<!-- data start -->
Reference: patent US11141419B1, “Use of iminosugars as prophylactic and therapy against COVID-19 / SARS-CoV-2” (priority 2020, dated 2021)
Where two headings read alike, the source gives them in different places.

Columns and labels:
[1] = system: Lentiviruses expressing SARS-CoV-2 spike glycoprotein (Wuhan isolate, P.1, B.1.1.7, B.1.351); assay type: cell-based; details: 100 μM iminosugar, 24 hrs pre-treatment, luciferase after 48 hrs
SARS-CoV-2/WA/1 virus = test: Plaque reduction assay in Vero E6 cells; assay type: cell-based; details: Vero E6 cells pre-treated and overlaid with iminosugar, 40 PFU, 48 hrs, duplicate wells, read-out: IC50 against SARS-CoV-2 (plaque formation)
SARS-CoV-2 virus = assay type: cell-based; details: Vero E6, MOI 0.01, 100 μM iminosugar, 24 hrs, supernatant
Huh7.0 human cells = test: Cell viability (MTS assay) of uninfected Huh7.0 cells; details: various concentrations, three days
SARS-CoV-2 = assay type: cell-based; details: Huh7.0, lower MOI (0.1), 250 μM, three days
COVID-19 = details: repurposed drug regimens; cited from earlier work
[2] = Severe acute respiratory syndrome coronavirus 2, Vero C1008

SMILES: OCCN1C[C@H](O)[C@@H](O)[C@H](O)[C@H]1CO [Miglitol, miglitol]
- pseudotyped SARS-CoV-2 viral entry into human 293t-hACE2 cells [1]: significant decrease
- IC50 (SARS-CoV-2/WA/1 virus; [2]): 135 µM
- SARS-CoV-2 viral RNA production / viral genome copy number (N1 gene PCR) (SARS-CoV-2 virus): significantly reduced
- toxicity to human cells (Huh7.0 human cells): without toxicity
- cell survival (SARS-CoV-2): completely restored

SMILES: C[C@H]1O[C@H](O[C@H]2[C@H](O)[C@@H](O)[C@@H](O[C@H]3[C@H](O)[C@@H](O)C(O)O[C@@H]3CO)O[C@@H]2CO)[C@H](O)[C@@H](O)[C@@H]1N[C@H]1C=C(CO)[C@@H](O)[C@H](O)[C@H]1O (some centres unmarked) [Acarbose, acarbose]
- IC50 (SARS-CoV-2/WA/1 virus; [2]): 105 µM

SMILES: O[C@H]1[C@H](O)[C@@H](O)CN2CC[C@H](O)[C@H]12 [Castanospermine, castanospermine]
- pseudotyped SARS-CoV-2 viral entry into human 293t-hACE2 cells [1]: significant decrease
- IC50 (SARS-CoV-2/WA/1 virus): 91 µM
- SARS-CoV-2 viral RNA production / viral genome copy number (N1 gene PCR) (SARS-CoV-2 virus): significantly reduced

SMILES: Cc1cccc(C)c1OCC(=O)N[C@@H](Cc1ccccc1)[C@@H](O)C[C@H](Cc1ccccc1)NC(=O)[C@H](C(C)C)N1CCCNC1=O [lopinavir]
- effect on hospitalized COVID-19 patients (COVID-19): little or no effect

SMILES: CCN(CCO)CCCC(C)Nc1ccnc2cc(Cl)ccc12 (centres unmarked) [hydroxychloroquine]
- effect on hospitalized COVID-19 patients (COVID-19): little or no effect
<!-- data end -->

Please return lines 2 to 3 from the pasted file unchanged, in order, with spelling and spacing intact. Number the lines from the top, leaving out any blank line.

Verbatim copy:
Where two headings read alike, the source gives them in different places.

Columns and labels: